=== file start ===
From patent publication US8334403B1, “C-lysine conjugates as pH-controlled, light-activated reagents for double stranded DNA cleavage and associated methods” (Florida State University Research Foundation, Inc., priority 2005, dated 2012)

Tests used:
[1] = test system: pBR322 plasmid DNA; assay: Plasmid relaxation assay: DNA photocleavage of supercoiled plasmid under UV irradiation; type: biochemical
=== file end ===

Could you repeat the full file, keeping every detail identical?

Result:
From patent publication US8334403B1, “C-lysine conjugates as pH-controlled, light-activated reagents for double stranded DNA cleavage and associated methods” (Florida State University Research Foundation, Inc., priority 2005, dated 2012)

Tests used:
[1] = test system: pBR322 plasmid DNA; assay: Plasmid relaxation assay: DNA photocleavage of supercoiled plasmid under UV irradiation; type: biochemical